Miss Manners: Apologizing when I tell friends I exposed them to Covid

Comment

Dear Mrs. Manners: I am writing for clarification on the etiquette of notifying friends and colleagues of exposure to Covid-19.

I recently contracted a very mild case. The large organization I work for has strict protocols regarding reporting positive test results, which I observed diligently.

Uncertainty surrounds me notifying my friends and colleagues – outside of official channels – that I had exposed them. I landed on text messages and phone calls, deeming the matter too urgent for email.

I basically said, “Good morning. I tested positive for the coronavirus. Last week during our meeting, I probably exposed you.”

Should I apologize? I didn’t knowingly expose them, but I feel a bit guilty about delivering bad news, so “I’m sorry” wouldn’t feel wrong. I haven’t gotten any complaints, but I think this is uncharted etiquette territory to some extent.

Yes it should Apologize.

There are some strange notions about forgiveness floating around these days. Some people don’t think they should apologize for the damage they’ve caused if they didn’t do it on purpose. Others, who did intentional damage, believe that this can be instantly canceled with just an apology.

Miss Manners assumes that you did not expose others to disease by behaving recklessly, so you should not feel guilty about the exposure itself. But you should feel bad for possibly causing inconvenience. You wouldn’t like it if the person who stepped on your foot just barked, “Hey, I didn’t mean to.”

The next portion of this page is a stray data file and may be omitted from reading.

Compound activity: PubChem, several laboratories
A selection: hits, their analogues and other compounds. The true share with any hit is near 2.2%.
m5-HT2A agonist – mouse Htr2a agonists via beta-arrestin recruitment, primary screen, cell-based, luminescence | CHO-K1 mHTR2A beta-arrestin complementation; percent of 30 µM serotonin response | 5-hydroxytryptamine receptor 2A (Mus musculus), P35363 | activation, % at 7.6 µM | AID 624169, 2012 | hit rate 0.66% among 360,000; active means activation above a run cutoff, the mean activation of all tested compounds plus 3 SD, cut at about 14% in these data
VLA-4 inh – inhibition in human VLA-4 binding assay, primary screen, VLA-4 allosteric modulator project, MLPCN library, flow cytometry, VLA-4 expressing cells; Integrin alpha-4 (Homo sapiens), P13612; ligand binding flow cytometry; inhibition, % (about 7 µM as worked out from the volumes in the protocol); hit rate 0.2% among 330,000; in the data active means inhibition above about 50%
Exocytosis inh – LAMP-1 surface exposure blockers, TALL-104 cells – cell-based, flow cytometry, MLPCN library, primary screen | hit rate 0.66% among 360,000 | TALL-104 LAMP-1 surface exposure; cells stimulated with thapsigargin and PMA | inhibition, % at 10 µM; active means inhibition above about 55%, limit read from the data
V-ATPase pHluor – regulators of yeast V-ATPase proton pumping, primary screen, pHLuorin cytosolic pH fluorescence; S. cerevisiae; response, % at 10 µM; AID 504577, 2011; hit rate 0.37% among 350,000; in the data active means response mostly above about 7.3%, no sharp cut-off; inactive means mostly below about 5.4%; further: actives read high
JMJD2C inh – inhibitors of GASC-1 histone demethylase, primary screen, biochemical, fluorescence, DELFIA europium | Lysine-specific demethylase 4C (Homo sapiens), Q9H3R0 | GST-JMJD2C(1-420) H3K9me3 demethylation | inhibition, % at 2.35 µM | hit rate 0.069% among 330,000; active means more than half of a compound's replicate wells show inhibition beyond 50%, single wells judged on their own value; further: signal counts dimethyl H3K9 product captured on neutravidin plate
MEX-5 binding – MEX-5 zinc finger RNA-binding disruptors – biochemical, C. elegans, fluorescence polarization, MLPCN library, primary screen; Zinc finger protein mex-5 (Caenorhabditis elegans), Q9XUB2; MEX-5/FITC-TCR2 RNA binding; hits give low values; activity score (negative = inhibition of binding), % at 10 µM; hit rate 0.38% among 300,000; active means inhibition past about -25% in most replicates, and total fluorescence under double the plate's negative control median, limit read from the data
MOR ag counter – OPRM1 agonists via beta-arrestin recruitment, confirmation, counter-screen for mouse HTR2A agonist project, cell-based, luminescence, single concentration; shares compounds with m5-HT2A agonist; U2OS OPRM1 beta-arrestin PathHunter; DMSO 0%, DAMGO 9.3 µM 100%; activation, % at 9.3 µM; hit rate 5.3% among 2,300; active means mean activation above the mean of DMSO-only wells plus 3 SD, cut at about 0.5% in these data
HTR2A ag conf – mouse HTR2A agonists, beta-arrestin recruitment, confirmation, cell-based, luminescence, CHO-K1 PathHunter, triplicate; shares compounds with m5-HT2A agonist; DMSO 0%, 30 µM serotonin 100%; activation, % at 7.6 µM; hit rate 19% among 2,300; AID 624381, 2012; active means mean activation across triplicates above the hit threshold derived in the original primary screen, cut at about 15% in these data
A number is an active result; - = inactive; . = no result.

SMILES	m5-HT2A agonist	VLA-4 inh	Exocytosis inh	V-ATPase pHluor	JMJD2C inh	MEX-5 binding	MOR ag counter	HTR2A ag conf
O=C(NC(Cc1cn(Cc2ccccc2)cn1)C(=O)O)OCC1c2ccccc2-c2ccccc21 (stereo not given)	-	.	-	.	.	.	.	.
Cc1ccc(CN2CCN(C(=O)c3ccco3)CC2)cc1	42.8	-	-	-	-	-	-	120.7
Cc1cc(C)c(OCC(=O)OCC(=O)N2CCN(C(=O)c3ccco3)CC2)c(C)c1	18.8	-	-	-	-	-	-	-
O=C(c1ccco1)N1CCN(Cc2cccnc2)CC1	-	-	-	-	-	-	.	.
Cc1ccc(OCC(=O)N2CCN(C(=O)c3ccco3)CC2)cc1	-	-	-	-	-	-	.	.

[Find the latest coronavirus guidance from the Centers for Disease Control and Prevention.]

Dear Mrs. Manners: My friend has a devilishly handsome beard. It’s kind of long, so when we’re eating, I often notice crumbs or something sticking to it.

When we’re in a private or casual public setting, I gently let him know there’s something there, usually by rubbing my face in a way that means he needs to wipe that spot on his.

During a recent outing, I avoided doing this as we were around some of his colleagues and it didn’t feel right to say, “Bruce, you got something there” or use my usual hand signal.

Later, I told him he should be a little better about wiping his face after each bite, since I can’t always point to the need at the moment. But he disagreed, saying he’d rather I flag the issue than let him continue for some time before finally fixing it himself.

What is the correct way to do this? Should I always find a way to let him know, regardless of whether it might lead to an embarrassing moment? Or was I right to suggest that he be more diligent about wiping his face when he eats?

Your suggestion was prudent, unless he never takes a bite of your watchful presence. And touching your own chin while he’s looking seems to Miss Manners to be the perfect way to tell him without alerting the others.

It is a great advantage for couples to have signal systems. You’d definitely want it to let you know if you inadvertently embarrass yourself. Or that you thought it was time to leave the party. Or that you had already told this story to the same people.

New Miss Manners columns are published Monday through Saturday washingtonpost.com/advice. You can send questions to Miss Manners on her website, MissManners.com. You can also follow her @RealMissManners.

Leave a Reply

Your email address will not be published. Required fields are marked *